Starting Smoothly, Learning More
The brief time you set aside for an orderly beginning to each period will pay off in many ways. When students start each period in a calm and predictable way, they’re better able to get down to work quickly, interact more productively with classmates, and engage more deeply with their learning. And that leaves more time for the special area learning you all love!
Responsive Classroom for Music, Art, PE and Other Special Areas
The go-to guide for busy special area teachers!
Discover how to seamlessly blend the powerful practices of Responsive Classroom into your daily teaching.
- Special Area Rules – “Taking time to have purposeful discussions about rule following is an essential step in keeping students on track and honoring their best efforts. This is particularly important in a special area because most teachers only see students once or twice a week.”
- The First 12 Weeks of PE – “During the first twelve weeks of PE, at the same time that I’m having them run, jump, and use equipment, I have to deliberately teach them how—how to move safely, how to play by the rules, how to be respectful and inclusive of all.”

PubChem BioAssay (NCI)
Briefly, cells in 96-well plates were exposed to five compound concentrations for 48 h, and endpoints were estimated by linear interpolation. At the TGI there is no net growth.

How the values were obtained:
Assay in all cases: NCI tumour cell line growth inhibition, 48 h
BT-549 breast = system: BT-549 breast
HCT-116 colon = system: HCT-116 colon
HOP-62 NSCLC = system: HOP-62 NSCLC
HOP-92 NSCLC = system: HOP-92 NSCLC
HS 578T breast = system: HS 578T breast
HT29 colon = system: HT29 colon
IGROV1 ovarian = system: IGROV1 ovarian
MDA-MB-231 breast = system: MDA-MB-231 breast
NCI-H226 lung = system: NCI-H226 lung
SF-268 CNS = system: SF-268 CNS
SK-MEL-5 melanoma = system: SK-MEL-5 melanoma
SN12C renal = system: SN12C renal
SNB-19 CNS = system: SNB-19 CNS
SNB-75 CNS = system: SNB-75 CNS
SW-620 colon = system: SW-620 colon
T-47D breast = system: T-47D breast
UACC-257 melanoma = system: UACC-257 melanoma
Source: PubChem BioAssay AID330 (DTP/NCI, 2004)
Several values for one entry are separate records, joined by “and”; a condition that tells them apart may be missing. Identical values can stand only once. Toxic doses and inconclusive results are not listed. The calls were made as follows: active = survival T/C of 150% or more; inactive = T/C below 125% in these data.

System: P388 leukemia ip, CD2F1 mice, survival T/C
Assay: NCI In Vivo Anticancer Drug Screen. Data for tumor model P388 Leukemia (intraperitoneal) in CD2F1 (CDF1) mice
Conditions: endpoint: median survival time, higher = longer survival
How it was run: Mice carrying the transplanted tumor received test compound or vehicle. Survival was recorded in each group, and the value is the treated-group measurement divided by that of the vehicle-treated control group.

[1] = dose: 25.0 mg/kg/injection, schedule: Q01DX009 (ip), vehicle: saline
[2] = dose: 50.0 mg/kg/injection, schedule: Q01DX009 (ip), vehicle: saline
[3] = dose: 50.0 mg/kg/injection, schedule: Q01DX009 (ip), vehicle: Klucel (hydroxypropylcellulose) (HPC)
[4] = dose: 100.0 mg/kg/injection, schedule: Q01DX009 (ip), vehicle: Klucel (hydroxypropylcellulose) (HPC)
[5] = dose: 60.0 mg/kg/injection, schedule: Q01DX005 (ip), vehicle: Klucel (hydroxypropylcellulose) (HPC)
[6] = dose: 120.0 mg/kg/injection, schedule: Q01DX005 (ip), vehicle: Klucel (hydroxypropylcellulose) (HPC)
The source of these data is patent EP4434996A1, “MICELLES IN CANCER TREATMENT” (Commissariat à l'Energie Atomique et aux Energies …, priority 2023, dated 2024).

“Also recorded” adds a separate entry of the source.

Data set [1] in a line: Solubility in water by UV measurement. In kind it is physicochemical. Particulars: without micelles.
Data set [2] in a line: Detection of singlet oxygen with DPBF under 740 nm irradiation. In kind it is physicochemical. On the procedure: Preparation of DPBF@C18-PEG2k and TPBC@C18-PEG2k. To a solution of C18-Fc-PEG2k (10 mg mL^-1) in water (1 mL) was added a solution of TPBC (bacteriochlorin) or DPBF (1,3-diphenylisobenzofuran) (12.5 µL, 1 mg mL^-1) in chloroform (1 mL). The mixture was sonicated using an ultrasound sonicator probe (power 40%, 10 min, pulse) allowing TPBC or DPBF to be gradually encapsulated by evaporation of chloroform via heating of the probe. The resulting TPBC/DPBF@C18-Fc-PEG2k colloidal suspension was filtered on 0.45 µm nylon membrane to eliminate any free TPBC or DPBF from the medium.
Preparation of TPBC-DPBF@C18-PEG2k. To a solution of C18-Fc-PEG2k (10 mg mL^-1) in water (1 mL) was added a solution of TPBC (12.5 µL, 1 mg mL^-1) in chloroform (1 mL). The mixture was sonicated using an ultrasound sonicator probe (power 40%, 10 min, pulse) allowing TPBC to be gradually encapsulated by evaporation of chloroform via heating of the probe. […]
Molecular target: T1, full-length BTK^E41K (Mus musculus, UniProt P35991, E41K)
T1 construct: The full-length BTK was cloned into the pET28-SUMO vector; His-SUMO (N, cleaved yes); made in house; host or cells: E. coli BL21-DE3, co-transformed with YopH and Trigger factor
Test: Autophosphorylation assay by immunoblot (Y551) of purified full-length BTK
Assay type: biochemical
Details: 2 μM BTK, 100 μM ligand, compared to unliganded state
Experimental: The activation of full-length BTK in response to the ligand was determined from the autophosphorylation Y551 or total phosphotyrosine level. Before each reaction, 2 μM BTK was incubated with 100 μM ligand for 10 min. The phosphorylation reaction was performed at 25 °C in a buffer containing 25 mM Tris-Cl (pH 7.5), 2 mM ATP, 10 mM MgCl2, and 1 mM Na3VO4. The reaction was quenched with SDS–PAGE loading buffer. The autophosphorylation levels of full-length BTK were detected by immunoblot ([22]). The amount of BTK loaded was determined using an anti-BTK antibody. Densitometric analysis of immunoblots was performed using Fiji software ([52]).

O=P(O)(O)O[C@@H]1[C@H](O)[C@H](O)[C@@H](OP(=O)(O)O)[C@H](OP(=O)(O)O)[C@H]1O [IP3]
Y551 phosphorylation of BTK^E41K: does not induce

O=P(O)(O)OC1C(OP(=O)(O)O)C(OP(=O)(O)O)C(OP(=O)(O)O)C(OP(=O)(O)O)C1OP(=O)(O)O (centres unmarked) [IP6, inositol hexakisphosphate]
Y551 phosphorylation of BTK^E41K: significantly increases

- Music Class Rules – “Because I know that creating rules with multiple classes can be a bit tricky, I thought I’d share how I make the process work in my music room.”
Tags: Special Areas, Transitions
One Reply to “Setting a Positive Tone in Special Area Classrooms”
I would love for someone to address opening procedures when the specialist is on a cart and coming to the classroom. I have the RC for Music, Art, and PE book, and while it does mention the fact that sometimes we come to them, all of the discussion and examples given revolve around having students coming into our spaces and not vice-versa. I am, hopefully temporarily, on a cart for the first time ever this year (didn’t lose my room, just trying to minimize student movement due to COVID) and I am having a hard time envisioning how to make a routine when I am having to set up, plug in, get my stuff up on the classroom computer for display, etc. while they are already sitting there in their desks waiting on me. It’s not like in my classroom, where I can already have things displayed for them to see and react to and interact with, or music playing for them to sing along with or listen to while I am doing what I need to do. Any ideas? (I’m a music teacher)